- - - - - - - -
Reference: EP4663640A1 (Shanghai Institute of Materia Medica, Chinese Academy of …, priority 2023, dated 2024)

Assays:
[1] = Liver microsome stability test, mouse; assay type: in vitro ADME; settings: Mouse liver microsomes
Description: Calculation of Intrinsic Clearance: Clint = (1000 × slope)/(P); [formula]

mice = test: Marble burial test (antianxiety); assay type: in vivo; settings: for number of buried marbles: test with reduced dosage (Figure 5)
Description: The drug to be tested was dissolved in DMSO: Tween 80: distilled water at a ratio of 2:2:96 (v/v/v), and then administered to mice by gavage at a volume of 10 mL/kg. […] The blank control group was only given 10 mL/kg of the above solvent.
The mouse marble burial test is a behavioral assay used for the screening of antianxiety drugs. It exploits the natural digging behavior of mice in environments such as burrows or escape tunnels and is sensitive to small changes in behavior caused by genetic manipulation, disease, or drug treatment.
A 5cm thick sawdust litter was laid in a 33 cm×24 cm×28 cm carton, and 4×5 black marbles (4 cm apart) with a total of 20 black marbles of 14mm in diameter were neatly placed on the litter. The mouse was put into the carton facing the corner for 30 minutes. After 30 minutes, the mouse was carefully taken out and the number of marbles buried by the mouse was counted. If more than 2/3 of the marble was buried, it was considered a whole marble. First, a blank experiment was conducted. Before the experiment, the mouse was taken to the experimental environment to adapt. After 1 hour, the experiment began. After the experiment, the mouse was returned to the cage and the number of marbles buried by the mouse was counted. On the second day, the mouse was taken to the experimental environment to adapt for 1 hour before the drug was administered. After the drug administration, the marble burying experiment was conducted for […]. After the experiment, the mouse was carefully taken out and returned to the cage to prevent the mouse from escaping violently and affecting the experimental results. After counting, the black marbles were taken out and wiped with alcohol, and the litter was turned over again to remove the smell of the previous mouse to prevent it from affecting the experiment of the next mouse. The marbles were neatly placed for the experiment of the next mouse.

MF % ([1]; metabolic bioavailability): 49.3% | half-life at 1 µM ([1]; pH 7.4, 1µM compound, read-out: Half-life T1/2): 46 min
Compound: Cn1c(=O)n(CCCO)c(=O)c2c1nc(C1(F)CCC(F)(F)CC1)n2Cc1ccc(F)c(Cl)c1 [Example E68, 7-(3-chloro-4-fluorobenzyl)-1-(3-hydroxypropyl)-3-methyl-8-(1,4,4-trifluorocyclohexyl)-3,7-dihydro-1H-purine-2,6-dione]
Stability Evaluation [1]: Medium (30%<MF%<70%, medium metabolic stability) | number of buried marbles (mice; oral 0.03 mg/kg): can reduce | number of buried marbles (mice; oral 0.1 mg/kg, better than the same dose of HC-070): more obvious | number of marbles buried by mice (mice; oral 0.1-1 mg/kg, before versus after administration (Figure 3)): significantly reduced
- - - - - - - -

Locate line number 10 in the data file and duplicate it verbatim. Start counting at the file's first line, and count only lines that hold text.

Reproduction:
Compound: Cn1c(=O)n(CCCO)c(=O)c2c1nc(C1(F)CCC(F)(F)CC1)n2Cc1ccc(F)c(Cl)c1 [Example E68, 7-(3-chloro-4-fluorobenzyl)-1-(3-hydroxypropyl)-3-methyl-8-(1,4,4-trifluorocyclohexyl)-3,7-dihydro-1H-purine-2,6-dione]